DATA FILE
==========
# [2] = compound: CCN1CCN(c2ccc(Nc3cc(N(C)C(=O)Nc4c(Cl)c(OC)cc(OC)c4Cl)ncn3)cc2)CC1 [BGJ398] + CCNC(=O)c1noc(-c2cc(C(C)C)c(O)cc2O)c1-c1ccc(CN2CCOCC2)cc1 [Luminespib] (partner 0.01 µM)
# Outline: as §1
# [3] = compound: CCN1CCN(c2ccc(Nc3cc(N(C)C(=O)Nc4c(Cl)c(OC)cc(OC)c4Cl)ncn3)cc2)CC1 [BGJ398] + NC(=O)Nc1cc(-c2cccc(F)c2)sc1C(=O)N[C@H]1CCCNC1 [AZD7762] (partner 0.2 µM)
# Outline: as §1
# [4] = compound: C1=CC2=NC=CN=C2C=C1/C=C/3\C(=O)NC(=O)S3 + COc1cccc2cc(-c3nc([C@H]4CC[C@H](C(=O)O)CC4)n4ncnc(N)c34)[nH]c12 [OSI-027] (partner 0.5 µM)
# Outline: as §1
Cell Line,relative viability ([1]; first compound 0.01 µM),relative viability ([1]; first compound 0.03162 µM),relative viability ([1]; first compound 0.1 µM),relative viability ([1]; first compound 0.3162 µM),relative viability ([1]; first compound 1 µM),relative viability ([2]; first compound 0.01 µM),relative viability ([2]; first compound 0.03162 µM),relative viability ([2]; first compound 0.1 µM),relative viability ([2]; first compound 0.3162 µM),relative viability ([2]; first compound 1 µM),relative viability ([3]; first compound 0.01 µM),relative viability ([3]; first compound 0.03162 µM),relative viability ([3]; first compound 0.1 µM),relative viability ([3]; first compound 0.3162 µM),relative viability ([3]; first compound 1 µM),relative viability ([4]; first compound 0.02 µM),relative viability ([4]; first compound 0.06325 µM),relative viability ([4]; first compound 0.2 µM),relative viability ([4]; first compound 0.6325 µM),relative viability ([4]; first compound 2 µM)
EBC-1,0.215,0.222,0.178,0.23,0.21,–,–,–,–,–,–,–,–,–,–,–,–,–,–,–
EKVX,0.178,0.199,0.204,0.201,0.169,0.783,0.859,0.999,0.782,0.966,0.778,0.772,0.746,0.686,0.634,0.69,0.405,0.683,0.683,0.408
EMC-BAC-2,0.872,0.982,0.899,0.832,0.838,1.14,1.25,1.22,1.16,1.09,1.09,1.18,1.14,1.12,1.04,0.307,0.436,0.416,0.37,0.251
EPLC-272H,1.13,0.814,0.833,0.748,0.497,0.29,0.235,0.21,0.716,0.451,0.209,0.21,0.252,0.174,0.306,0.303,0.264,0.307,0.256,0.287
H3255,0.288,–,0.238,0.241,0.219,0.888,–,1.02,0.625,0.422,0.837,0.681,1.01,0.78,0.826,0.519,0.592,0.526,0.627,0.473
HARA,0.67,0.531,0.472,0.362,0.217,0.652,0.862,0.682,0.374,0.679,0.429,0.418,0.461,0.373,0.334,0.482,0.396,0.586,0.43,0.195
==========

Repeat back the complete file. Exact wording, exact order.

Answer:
# [2] = compound: CCN1CCN(c2ccc(Nc3cc(N(C)C(=O)Nc4c(Cl)c(OC)cc(OC)c4Cl)ncn3)cc2)CC1 [BGJ398] + CCNC(=O)c1noc(-c2cc(C(C)C)c(O)cc2O)c1-c1ccc(CN2CCOCC2)cc1 [Luminespib] (partner 0.01 µM)
# Outline: as §1
# [3] = compound: CCN1CCN(c2ccc(Nc3cc(N(C)C(=O)Nc4c(Cl)c(OC)cc(OC)c4Cl)ncn3)cc2)CC1 [BGJ398] + NC(=O)Nc1cc(-c2cccc(F)c2)sc1C(=O)N[C@H]1CCCNC1 [AZD7762] (partner 0.2 µM)
# Outline: as §1
# [4] = compound: C1=CC2=NC=CN=C2C=C1/C=C/3\C(=O)NC(=O)S3 + COc1cccc2cc(-c3nc([C@H]4CC[C@H](C(=O)O)CC4)n4ncnc(N)c34)[nH]c12 [OSI-027] (partner 0.5 µM)
# Outline: as §1
Cell Line,relative viability ([1]; first compound 0.01 µM),relative viability ([1]; first compound 0.03162 µM),relative viability ([1]; first compound 0.1 µM),relative viability ([1]; first compound 0.3162 µM),relative viability ([1]; first compound 1 µM),relative viability ([2]; first compound 0.01 µM),relative viability ([2]; first compound 0.03162 µM),relative viability ([2]; first compound 0.1 µM),relative viability ([2]; first compound 0.3162 µM),relative viability ([2]; first compound 1 µM),relative viability ([3]; first compound 0.01 µM),relative viability ([3]; first compound 0.03162 µM),relative viability ([3]; first compound 0.1 µM),relative viability ([3]; first compound 0.3162 µM),relative viability ([3]; first compound 1 µM),relative viability ([4]; first compound 0.02 µM),relative viability ([4]; first compound 0.06325 µM),relative viability ([4]; first compound 0.2 µM),relative viability ([4]; first compound 0.6325 µM),relative viability ([4]; first compound 2 µM)
EBC-1,0.215,0.222,0.178,0.23,0.21,–,–,–,–,–,–,–,–,–,–,–,–,–,–,–
EKVX,0.178,0.199,0.204,0.201,0.169,0.783,0.859,0.999,0.782,0.966,0.778,0.772,0.746,0.686,0.634,0.69,0.405,0.683,0.683,0.408
EMC-BAC-2,0.872,0.982,0.899,0.832,0.838,1.14,1.25,1.22,1.16,1.09,1.09,1.18,1.14,1.12,1.04,0.307,0.436,0.416,0.37,0.251
EPLC-272H,1.13,0.814,0.833,0.748,0.497,0.29,0.235,0.21,0.716,0.451,0.209,0.21,0.252,0.174,0.306,0.303,0.264,0.307,0.256,0.287
H3255,0.288,–,0.238,0.241,0.219,0.888,–,1.02,0.625,0.422,0.837,0.681,1.01,0.78,0.826,0.519,0.592,0.526,0.627,0.473
HARA,0.67,0.531,0.472,0.362,0.217,0.652,0.862,0.682,0.374,0.679,0.429,0.418,0.461,0.373,0.334,0.482,0.396,0.586,0.43,0.195